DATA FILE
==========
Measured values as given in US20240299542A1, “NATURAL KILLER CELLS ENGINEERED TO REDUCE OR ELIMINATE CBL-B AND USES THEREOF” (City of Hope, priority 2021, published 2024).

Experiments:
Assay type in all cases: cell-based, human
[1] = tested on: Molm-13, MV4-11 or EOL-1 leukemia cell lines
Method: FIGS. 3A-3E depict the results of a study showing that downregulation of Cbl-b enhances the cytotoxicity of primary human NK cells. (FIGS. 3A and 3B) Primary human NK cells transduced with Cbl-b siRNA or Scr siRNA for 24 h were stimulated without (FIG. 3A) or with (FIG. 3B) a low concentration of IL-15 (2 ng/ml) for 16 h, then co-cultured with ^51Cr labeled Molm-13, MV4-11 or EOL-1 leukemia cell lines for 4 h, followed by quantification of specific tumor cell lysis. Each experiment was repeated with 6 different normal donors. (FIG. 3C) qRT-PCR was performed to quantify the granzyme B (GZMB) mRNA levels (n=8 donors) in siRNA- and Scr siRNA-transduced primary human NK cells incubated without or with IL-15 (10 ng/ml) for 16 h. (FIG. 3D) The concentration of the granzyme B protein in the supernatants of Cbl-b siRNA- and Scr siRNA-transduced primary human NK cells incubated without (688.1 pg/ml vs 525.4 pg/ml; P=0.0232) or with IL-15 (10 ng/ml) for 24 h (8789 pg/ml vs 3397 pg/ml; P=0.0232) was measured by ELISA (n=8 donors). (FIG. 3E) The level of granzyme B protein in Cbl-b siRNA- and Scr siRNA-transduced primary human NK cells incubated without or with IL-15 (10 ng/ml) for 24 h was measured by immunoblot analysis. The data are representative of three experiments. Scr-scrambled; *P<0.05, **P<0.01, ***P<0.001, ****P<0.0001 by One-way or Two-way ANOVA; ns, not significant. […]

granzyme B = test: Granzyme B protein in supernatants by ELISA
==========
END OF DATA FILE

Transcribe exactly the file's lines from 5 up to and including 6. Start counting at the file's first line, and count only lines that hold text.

Method: FIGS. 3A-3E depict the results of a study showing that downregulation of Cbl-b enhances the cytotoxicity of primary human NK cells. (FIGS. 3A and 3B) Primary human NK cells transduced with Cbl-b siRNA or Scr siRNA for 24 h were stimulated without (FIG. 3A) or with (FIG. 3B) a low concentration of IL-15 (2 ng/ml) for 16 h, then co-cultured with ^51Cr labeled Molm-13, MV4-11 or EOL-1 leukemia cell lines for 4 h, followed by quantification of specific tumor cell lysis. Each experiment was repeated with 6 different normal donors. (FIG. 3C) qRT-PCR was performed to quantify the granzyme B (GZMB) mRNA levels (n=8 donors) in siRNA- and Scr siRNA-transduced primary human NK cells incubated without or with IL-15 (10 ng/ml) for 16 h. (FIG. 3D) The concentration of the granzyme B protein in the supernatants of Cbl-b siRNA- and Scr siRNA-transduced primary human NK cells incubated without (688.1 pg/ml vs 525.4 pg/ml; P=0.0232) or with IL-15 (10 ng/ml) for 24 h (8789 pg/ml vs 3397 pg/ml; P=0.0232) was measured by ELISA (n=8 donors). (FIG. 3E) The level of granzyme B protein in Cbl-b siRNA- and Scr siRNA-transduced primary human NK cells incubated without or with IL-15 (10 ng/ml) for 24 h was measured by immunoblot analysis. The data are representative of three experiments. Scr-scrambled; *P<0.05, **P<0.01, ***P<0.001, ****P<0.0001 by One-way or Two-way ANOVA; ns, not significant. […]

granzyme B = test: Granzyme B protein in supernatants by ELISA